Combustible Celluloid
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With: Sally Hawkins, Michael Shannon, Richard Jenkins, Octavia Spencer, Doug Jones, Michael Stuhlbarg, David Hewlett, Nick Searcy, Stewart Arnott, Nigel Bennett, Morgan Kelly
Written by: Guillermo del Toro, Vanessa Taylor
Directed by: Guillermo del Toro
MPAA Rating: R for sexual content, graphic nudity, violence and language
Running Time: 123
Date: 12/01/2017

The Shape of Water (2017)

3 1/2 Stars (out of 4)

Somewhere That's Green

By Jeffrey M. Anderson

By now, many know of filmmaker Guillermo Del Toro's Bleak House, the name he has given his museum-sized collection of horror-related paraphernalia.

It's telling that he loves his monsters so. Many who feel they don't fit in anywhere identify with monsters: not just attacking, murderous things, but figures like King Kong or Frankenstein's creation, outcast creatures that have souls and just want to live.

Del Toro probably isn't even capable of telling a monster story that isn't somehow connected to the human condition, and his The Shape of Water is perhaps his loveliest film so far, easily on par with his masterpiece Pan's Labyrinth (2006).

His dear, sweet heroine, Elisa (Sally Hawkins) is also something of an outcast, unable to speak and spending most of her free time with her next-door neighbor, commercial artist Giles (Richard Jenkins).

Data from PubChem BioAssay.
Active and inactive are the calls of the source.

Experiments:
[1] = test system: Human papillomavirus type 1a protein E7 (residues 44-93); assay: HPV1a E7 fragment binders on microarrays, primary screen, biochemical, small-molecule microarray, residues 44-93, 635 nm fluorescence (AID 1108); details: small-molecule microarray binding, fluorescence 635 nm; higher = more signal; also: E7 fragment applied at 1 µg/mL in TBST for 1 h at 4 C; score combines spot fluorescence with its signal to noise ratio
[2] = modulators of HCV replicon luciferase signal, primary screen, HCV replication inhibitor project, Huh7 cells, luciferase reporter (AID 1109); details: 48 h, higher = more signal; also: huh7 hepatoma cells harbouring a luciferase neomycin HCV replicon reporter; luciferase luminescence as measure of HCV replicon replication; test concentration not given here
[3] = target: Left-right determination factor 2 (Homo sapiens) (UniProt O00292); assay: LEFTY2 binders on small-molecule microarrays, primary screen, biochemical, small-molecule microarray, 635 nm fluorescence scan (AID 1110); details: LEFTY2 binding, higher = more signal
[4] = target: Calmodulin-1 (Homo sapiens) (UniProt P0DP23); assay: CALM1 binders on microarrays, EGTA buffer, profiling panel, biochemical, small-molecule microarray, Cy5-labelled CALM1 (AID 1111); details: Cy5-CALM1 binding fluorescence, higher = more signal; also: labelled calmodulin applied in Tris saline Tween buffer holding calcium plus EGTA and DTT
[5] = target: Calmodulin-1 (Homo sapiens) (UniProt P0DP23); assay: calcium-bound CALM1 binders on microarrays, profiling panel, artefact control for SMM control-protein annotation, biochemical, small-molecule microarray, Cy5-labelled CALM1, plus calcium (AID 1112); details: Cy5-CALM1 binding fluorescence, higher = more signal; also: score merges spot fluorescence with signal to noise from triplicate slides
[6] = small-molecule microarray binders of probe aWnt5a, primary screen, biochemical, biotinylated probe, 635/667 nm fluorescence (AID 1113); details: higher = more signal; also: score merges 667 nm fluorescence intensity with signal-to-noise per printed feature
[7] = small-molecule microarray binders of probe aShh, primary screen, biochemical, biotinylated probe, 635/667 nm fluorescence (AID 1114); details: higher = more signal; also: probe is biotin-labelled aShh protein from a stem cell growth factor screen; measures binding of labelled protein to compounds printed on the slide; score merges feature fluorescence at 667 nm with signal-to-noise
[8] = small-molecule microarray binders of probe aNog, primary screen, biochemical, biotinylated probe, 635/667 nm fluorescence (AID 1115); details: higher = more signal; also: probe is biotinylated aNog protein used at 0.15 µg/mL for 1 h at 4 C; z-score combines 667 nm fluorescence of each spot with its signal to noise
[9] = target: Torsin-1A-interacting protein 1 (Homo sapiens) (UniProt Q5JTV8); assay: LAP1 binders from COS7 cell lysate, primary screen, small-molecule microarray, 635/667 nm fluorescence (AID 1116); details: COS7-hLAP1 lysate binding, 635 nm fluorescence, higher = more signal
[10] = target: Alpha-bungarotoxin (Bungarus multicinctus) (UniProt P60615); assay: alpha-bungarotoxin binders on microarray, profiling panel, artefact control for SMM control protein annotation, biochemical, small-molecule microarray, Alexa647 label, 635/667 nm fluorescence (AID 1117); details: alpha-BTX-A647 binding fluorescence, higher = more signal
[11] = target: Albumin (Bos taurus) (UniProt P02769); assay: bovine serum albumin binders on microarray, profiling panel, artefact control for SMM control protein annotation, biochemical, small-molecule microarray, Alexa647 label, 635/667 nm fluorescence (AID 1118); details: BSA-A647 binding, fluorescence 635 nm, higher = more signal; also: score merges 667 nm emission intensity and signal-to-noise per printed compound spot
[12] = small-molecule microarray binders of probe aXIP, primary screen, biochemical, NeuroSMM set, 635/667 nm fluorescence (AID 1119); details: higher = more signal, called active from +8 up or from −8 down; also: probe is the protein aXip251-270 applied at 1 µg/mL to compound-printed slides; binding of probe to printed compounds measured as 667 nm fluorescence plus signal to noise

It's around 1962, a good time for monsters. Elisa works the night shift, cleaning an aerospace research center with her good friend Zelda (Octavia Spencer), who talks enough for the both of them.

One night, Elisa discovers "the asset," a man-sized, water-dwelling creature (Doug Jones) that seems to have been captured and imprisoned. She senses an immediate connection with him, and begins sneaking in to visit him, bringing hard-boiled eggs and playing records for him.

The creature's barbaric captor, Strickland (Michael Shannon) occasionally shows up to beat it into submission. (The creature rips off Strickland's fingers in one scene.)

Elisa decides to free him, keep him in her bathtub, and eventually release him. A friendly scientist, Dr. Robert Hoffstetler (Michael Stuhlbarg), doesn't want the creature killed and dissected, and opts to help.

It may be a little shocking to learn that Elisa and "the asset" fall in love, but Del Toro treats the material so gently and so respectfully that it seems perfectly natural.

Their relationship is not perfect — the creature chomps the head off of one of Giles's cats — but what relationship is?

Del Toro takes time out to show comparisons. Strickland has coarse sex with his wife, shoving his bandaged hand in her face. Zelda's husband is chronically ineffective, and Giles unsuccessfully flirts with the pie counter guy.

Like Pan's Labyrinth, The Shape of Water is largely structured like a fairy tale. Del Toro makes sure it has the beautiful, fanciful visual style to match, frosted with Alexandre Desplat's airy music.

Water is important, of course, from a force for life, to a force for destruction (boiling and/or flooding). The color green sneaks in just about everywhere as well, a bit of life just out of reach, but still there.

At the center of it all is Elisa, and Sally Hawkins's selfless, wondrous portrayal, somehow connecting with Doug Jones's creature. Previously appearing as Abe Sapien in Del Toro's Hellboy films — Hellboy (2004) and Hellboy II: The Golden Army (2008) — and the Fauno in Pan's Labyrinth, Jones gives a poetic performance in mime.

The Shape of Water is a perfectly constructed poem, falling somewhere between rage and ache and finding beauty. It's a movie for all the monsters out there.

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